The mental effort involved in these reasonings proves overwhelming for many patients. It oppresses them to realize, if they ever do at all, the tremendous size of the world, which they had previously conceived of as something touchingly manageable. It oppresses them to realize that they have been visible to people all along, perhaps unattractively so, without their knowledge or consent. A disheartening number of them refuse to use their new vision, continuing to go over objects with their tongues, and lapsing into apathy and despair.
And yet there is a light — a gloriously breathtaking light — at the end of that tunnel of confusion, as much for the patients as for our spiritual blindnesses. Quoting another physician’s clinical case, Dillard captures this beautifully:
A twenty-two-year-old girl was dazzled by the world’s brightness and kept her eyes shut for two weeks. When at the end of that time she opened her eyes again, she did not recognize any objects, but, “the more she now directed her gaze upon everything about her, the more it could be seen how an expression of gratification and astonishment overspread her features; she repeatedly exclaimed: ‘Oh God! How beautiful!'”
Dillard returns to the elusive art of seeing in our everyday lives. In a sentiment that calls to mind what cognitive scientists now know about attention and Mary Oliver’s piercing assertion that “attention without feeling is only a report,” she considers the two ways of seeing:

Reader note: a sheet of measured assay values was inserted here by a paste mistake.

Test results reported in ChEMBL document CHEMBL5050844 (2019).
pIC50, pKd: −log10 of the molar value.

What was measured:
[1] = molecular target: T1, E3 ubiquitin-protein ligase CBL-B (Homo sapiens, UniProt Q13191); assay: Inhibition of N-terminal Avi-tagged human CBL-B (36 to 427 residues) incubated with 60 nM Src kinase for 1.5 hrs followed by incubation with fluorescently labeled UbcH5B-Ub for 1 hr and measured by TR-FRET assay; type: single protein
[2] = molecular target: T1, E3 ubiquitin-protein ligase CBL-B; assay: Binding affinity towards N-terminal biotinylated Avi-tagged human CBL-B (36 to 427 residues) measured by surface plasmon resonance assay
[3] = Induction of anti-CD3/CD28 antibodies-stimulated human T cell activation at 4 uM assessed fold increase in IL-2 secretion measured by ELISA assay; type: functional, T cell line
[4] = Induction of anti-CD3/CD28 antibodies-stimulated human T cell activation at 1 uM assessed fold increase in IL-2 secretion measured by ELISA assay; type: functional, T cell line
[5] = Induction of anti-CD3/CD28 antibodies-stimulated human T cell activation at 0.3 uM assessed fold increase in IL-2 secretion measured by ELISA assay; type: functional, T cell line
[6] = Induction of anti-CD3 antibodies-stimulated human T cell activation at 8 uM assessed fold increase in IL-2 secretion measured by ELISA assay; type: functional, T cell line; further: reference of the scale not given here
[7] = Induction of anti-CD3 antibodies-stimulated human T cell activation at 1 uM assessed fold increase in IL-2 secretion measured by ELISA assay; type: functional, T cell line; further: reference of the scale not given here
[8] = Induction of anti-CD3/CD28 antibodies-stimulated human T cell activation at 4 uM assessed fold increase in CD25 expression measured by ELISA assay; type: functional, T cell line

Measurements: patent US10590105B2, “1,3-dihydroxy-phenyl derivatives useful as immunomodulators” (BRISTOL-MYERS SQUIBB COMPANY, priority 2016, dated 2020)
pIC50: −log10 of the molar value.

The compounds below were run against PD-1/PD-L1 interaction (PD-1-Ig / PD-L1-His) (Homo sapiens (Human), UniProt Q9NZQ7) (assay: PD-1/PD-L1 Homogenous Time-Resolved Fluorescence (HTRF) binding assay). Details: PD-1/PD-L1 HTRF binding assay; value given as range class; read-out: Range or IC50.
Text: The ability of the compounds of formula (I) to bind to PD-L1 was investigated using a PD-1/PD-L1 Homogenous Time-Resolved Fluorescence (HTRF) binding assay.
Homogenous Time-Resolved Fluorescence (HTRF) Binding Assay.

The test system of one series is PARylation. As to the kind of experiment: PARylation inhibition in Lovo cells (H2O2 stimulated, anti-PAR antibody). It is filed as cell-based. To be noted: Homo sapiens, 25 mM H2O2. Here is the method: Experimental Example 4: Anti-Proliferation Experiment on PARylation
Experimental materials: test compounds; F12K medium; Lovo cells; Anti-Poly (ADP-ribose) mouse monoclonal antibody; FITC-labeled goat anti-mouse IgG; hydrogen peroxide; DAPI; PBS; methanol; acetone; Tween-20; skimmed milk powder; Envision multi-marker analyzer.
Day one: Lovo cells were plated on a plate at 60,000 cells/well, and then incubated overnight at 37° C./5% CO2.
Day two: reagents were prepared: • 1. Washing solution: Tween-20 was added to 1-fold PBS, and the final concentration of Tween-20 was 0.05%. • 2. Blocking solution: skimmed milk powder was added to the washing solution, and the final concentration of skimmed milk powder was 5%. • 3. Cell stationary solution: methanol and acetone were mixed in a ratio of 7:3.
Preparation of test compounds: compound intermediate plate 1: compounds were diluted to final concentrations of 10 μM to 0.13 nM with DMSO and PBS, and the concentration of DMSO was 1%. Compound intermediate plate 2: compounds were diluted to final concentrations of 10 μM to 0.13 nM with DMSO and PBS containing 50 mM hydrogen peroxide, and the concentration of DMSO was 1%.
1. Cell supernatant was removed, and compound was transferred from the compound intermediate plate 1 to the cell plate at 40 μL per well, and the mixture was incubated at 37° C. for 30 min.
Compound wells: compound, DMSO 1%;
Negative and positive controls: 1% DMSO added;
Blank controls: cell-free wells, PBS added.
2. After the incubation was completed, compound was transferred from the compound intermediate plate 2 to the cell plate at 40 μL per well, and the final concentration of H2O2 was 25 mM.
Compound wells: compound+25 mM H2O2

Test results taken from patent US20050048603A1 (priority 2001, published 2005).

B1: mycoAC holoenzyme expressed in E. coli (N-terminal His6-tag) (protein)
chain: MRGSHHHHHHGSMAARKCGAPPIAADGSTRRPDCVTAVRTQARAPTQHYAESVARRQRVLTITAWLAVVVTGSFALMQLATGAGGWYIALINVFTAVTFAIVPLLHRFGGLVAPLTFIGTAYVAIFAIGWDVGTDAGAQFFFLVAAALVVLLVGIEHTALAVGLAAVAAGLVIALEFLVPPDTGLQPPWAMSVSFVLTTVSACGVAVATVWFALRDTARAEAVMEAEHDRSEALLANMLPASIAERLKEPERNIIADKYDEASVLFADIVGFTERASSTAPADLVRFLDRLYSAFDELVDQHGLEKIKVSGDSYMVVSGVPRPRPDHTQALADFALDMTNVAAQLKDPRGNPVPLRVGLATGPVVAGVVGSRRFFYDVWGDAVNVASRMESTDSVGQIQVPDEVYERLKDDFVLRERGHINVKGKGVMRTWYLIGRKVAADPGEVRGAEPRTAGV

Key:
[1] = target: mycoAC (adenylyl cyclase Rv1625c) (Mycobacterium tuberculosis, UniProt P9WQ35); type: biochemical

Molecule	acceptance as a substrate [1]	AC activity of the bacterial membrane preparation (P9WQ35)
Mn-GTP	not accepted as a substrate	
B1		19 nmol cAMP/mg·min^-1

Seeing is of course very much a matter of verbalization. Unless I call my attention to what passes before my eyes, I simply won’t see it.
If Tinker Mountain erupted, I’d be likely to notice. But if I want to notice the lesser cataclysms of valley life, I have to maintain in my head a running description of the present… Like a blind man at the ball game, I need a radio.
When I see this way I analyze and pry. I hurl over logs and roll away stones; I study the bank a square foot at a time, probing and tilting my head. Some days when a mist covers the mountains, when the muskrats won’t show and the microscope’s mirror shatters, I want to climb up the blank blue dome as a man would storm the inside of a circus tent, wildly, dangling, and with a steel knife claw a rent in the top, peep, and, if I must, fall.
But there is another kind of seeing that involves a letting go. When I see this way I sway transfixed and emptied. The difference between the two ways of seeing is the difference between walking with and without a camera. When I walk with a camera I walk from shot to shot, reading the light on a calibrated meter. When I walk without a camera, my own shutter opens, and the moment’s light prints on my own silver gut. When I see this second way I am above all an unscrupulous observer.